Gig review: Ben Howard, First Direct Arena, Leeds

Ben Howard.
Ben Howard.
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His trademark earthy, guitar-strung folk-pop musings are instantly recognisable but Ben Howard is no extrovert.

A 28-year-old popstar with the looks to melt the knees of screaming girls and the lyrical depth to impress a musical connoisseur, it’s no wonder that the surfer-turned-songwriter has won both commercial and critical acclaim.

Off the back of the success of his second album ‘I Forget Where We Were’, the Devonian’s visit to Leeds’s First Direct Arena was packed out with teen fangirls, older music lovers and couples alike.

The arena was limited to the main middle tier of seats and ample standing room at the venue’s foot but a huge roar from the assembled crowd set the stage but Howard was keen to get on with the show.

He wandered on stage, his four-piece support band took their places on a raised outer lip of the stage with the two-time Brit Award winning main man in the middle dressed plainly in jeans, a dark blue shirt and leather boots.

Lights shone from the right-hand side of the stage and Howard, hunched over the microphone, launched into the hum-inducing slumber of the gentle ‘Am I In Your Light’.

The tempo soon picked up with another album track – the toe-tapping ‘In Dreams’ combining a thick drum backing with the tinkling of Howard’s guitar and his reflective, at times introvert delivery of lines like “I live a lonely life without you here”, to create a mesmeric sound.

In truth, a really polished, exuberant stage production was not something I expected from a man described a reluctant popstar by many, but the simple yet beautiful rendition of ‘Conrad’ next up was a real highlight. With the whole arena in darkness, the track’s gentle guitar riff set to the soft, drifting vocal of Howard, who was backlit with a huge single spotlight, felt like some kind of musical epiphany before the lighting turned sunset orange and the band took over.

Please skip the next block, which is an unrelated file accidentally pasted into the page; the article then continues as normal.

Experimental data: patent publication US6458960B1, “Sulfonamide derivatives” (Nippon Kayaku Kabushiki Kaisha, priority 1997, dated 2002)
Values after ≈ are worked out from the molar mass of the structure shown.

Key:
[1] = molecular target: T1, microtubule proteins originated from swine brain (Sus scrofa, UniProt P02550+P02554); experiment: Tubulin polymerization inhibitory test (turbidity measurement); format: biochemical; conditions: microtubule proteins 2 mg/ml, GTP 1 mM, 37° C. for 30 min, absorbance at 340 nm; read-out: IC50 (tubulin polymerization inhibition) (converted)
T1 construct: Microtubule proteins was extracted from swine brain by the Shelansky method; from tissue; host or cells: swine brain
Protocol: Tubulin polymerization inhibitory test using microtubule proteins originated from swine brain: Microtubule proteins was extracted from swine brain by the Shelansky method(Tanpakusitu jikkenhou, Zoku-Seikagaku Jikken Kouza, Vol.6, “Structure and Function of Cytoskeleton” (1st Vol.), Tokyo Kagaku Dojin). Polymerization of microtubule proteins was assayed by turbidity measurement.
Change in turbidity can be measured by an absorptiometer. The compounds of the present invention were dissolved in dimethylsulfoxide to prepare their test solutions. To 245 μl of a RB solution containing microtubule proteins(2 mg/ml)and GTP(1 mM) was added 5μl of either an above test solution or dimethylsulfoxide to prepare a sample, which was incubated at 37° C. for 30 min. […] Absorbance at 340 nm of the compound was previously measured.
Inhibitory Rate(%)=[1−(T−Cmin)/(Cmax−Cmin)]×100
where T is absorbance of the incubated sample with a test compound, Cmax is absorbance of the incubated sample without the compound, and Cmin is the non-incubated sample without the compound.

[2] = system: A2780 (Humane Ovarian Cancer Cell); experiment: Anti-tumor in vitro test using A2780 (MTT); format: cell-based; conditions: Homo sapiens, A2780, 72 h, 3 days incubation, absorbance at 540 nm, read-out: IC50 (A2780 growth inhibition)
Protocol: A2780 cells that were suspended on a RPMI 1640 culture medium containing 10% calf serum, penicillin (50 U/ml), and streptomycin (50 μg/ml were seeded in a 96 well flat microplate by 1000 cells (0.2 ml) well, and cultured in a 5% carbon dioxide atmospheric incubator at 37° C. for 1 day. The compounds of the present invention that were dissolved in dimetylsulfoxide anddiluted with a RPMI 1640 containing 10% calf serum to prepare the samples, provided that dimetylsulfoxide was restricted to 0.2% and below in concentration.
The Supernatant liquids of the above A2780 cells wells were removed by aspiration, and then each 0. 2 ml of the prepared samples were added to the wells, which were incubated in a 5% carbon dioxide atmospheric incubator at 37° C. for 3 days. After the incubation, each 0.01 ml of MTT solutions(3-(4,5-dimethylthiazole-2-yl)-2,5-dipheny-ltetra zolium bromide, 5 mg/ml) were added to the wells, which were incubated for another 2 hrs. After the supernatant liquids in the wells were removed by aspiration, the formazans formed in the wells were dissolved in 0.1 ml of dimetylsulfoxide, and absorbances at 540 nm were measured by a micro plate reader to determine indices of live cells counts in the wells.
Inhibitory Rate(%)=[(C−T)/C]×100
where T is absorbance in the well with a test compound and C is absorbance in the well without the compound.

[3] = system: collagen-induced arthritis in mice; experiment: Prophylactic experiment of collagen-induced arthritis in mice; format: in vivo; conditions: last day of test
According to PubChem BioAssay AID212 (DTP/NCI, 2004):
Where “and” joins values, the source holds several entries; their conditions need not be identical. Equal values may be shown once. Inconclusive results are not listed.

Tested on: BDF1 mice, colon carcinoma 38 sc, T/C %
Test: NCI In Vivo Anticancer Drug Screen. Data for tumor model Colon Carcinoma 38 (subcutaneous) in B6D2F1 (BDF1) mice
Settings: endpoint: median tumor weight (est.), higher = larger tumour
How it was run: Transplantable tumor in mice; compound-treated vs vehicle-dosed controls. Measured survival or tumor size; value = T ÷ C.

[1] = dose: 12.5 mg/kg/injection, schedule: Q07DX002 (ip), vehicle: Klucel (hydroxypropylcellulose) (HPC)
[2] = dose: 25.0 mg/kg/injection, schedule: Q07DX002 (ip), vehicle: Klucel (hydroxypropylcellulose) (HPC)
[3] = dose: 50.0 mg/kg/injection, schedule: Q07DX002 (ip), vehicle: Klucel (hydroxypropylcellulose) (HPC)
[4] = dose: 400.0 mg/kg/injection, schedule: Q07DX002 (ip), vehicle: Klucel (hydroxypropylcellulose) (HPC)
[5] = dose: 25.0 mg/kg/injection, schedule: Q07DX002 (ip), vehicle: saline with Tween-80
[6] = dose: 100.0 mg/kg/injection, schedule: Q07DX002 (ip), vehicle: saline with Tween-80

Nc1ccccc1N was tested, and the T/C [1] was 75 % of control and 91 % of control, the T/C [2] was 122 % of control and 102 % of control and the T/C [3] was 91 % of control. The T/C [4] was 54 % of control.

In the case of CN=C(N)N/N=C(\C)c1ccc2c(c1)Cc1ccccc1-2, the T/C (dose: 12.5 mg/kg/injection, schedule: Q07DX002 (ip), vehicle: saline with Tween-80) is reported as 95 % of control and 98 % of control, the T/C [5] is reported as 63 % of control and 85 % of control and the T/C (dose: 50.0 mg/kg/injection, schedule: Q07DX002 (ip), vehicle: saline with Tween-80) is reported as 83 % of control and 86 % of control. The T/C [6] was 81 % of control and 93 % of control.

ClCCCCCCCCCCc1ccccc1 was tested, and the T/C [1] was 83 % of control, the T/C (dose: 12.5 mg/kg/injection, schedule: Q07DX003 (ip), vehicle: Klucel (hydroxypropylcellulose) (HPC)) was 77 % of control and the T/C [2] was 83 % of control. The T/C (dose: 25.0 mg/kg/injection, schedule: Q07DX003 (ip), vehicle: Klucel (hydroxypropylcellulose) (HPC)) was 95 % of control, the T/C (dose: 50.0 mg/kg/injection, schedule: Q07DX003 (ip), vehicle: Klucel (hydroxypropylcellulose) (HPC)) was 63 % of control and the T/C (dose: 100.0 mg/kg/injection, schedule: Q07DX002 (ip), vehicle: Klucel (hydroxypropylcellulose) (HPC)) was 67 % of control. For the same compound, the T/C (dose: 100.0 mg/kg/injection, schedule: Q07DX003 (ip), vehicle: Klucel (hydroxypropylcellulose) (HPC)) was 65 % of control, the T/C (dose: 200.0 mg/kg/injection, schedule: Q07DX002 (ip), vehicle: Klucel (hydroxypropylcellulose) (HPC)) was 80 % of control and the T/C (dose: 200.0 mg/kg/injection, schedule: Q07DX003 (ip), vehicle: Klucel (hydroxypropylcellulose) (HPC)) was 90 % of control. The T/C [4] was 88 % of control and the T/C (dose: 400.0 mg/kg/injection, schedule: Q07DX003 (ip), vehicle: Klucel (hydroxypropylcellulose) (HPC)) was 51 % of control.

The highlight of the gig had to be the delivery of title track ‘I Forget Where We Were’ though. Its soaring lead guitar riff took centre stage, with the arena coming to a dead silence, rocked by what is an anthemic stadium song that is unlike anything else he has produced. Howard, backed by an army of wandering spotlights, shone, his vocal piercingly on song.

By now the star is warmed up and the crowd is warming, right? For the most part, yes, but Howard’s well-known of aversion to the limelight started to become apparent. There were no pleasantries, no ‘thanks for coming’ or ‘hello Leeds’, clearly the gig was about the music and nothing more – that’s fine, but it does make the crowd feel somewhat distanced from the performance.

Hunched over the mic, Howard ran through single ‘Rivers In Your Mouth’ pretty flawlessly, the toe-tapping drumbeat and Foals-like delayed guitar a busy triumph that built to an indulgent crescendo.

‘She Treats Me Well’ followed before tracks from his debut album ‘Every Kingdom’ started to filter into the mix – ‘Black Flies’ an early introduction.

The precise, visually and sonically impressive yet distant stage show soon saw the main man finally utter a “thankyou” after two-thirds of his set, a collective roar erupted and the awkwardness of his performance slowly dissipated.

Fans of Howard’s first release soon got their fill with the anthemic and empowering ‘Keep Your Head Up’, bringing sections of the seated fans to their feet and the standing contingent to sing along to the much-played chorus with arms aloft.

A slightly organ-backed downbeat rendition of ‘The Fear’ followed and the set soon came to a close, with a few fans around us leaving instantly not expecting an encore from the less than chatty lead man.

Thankfully, Howard soon stepped out, this time on his own. A smile on his face and a bit of banter with the crowd – it was as if a weight was lifted.

He strapped on a white electric guitar and played a spellbinding solo of ‘The Wolves’ under an array of bright white spotlights, the crowd overtly humming along. Ben Howard had finally opened up.

There’s no doubting the his talent, lyrically or compositionally, but seeing the endearing side of the man behind the anthems early on surely would help fans to concentrate more on the music and less on the mood of the gig.